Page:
3/29/10

3.5 ABO typing : front and reverse

ABO typing has two stages: one direct red blood cells -RBCs- typing using commercial antisera (anti-A, anti-B) and one indirect typing utilizing plasma/serum and known - A and B - RBCs suspensions.

1. Direct ABO blood typing (or front grouping)

This test detects the presence of A and B antigens on RBCs surface by means of agglutination utilizing commercial antisera. It is a basic and simple test, it can be performed on few drops of venous or capillary blood (i.e. obtained by finger pricks) .

Reagents:
Commercial monoclonal anti-A and anti-B antisera , (anti A,B is also available*)

* Note: Anti-A,B antiserum agglutinates both A and B expressing RBCs, it is useful as a confirmation of anti-A and anti-B reagents

Samples:

Anticoagulated blood (with EDTA or citrate) is preferrable for RBCs typing. In alternative fresh capillary blood or RBCs obtained from dissolved blood clots can be used..

Two techniques are possible: on a tile and in tube.

On a tile (or on a glass slide):

• Dispense 2 separate drops of whole blood on a tile (or on a slide)

Note: a third drop is usually added for Rh-D typing, another one can be added if anti A,B antiserum is available

• Dispense 1-2 drops of each antiserum next to each blood drop

• Mix separately the reagents with each blood drop with a clean plastic or wooden stick

Note: take care not to use the same stick tip to mix the different drops in order not to drag the antisera from one drop to another causing so erroneous positive results

• Tilt and rock gently the tile to facilitate reaction for 30-60 seconds

• Observe for agglutination


In tube:

• Mix together one drop of whole blood with about 15 drops of saline in order to obtain a 3-5% suspension of RBCs:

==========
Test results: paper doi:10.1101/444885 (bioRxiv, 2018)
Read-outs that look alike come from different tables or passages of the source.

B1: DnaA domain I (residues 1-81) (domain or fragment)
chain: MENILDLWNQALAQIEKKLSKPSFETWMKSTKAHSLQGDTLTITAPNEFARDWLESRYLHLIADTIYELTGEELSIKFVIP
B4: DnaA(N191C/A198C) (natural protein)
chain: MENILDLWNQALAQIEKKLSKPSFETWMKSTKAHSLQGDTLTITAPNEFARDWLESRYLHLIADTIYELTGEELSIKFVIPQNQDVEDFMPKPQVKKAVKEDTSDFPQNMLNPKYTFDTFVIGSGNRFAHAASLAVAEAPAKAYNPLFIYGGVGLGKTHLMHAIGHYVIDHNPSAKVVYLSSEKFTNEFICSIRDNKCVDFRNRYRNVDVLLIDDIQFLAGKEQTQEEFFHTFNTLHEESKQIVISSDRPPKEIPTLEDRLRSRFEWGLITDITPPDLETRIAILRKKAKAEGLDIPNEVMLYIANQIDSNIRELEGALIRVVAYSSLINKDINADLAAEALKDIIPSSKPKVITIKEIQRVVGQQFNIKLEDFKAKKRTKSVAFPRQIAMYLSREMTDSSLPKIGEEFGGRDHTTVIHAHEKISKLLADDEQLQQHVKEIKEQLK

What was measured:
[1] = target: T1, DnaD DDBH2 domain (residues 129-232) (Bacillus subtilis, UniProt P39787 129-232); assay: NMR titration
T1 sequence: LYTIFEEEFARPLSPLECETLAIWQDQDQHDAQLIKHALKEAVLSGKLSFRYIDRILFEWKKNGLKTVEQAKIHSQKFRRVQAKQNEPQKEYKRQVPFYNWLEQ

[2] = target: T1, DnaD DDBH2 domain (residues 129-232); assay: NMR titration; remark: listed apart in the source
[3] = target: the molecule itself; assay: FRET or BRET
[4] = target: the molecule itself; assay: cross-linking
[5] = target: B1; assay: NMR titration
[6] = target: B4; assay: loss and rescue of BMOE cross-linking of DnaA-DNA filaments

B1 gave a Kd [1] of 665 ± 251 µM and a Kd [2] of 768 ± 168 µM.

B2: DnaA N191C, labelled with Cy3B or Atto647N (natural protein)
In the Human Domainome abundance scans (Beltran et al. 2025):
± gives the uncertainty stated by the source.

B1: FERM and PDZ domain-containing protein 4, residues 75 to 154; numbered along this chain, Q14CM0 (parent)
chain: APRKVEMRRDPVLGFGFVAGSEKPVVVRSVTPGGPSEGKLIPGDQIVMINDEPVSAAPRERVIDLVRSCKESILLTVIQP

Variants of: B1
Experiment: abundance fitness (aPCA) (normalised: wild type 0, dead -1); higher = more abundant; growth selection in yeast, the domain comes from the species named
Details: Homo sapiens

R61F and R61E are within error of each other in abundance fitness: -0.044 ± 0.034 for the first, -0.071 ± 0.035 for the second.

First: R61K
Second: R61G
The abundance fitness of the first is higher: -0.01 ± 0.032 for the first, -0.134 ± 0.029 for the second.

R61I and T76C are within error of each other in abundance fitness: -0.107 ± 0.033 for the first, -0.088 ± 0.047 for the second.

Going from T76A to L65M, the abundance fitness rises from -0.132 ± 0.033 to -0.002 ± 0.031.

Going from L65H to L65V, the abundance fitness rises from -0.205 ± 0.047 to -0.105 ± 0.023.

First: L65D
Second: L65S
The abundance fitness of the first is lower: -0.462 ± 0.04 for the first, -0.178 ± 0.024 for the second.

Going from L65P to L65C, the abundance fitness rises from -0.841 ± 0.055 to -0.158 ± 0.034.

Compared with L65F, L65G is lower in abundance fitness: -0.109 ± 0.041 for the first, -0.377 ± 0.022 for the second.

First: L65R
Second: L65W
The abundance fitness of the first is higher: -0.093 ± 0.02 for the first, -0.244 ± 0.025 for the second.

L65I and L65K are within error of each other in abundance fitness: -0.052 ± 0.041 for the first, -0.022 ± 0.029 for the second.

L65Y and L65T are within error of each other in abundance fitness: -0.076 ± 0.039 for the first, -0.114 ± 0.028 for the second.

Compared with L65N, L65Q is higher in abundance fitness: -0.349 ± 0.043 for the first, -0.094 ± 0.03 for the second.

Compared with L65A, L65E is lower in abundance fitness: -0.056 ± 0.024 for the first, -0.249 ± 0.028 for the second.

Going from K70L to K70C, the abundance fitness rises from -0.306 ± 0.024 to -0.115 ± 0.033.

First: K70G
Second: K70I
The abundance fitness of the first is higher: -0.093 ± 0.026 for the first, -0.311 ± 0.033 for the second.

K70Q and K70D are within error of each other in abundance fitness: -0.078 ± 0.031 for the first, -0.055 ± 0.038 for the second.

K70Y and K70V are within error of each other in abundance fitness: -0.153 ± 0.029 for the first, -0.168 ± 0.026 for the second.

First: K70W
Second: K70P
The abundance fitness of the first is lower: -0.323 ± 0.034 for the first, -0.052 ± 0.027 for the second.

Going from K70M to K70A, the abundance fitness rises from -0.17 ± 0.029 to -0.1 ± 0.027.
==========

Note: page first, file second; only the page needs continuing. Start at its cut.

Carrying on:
• Dispense 1 drop of RBCs suspension in each of the test tubes (one for A, one for B plus eventually the one for anti A,B and the one for Rh-D)

• add in each tube 1-2 drops of antiserum and mix by gently shaking the tube

• spin at low speed (1000 rpm) for about 30 seconds

• gently tip and roll the tubes on order to show possible agglutination

A video tube test typing (italian language) is available at :

http://immunoematologia.blogspot.com/2009/02/determinazione-gruppo-ab0-rh-in.html




Interpretation:

• Agglutination = the antigen is present

• No agglutination: the antigen is absent

Example:

• Anti-A + RBCs suspension = agglutination
• Anti-B + RBCs suspension = no agglutination
• Anti A,B + RBCs suspension = agglutination

Interpretation: group A


False positives or artifacts are rarely seen and they are essentially caused by the plasma proteins when whole blood is used as specimen. These plasma-related agglutinations may be false, like in the case of ruleaux formation (see the page "agglutination tests") or they may be real agglutinations caused by auto-antibodies. These apparently positive results turn generally negative when saline-suspended RBCs are tested instead of whole blood.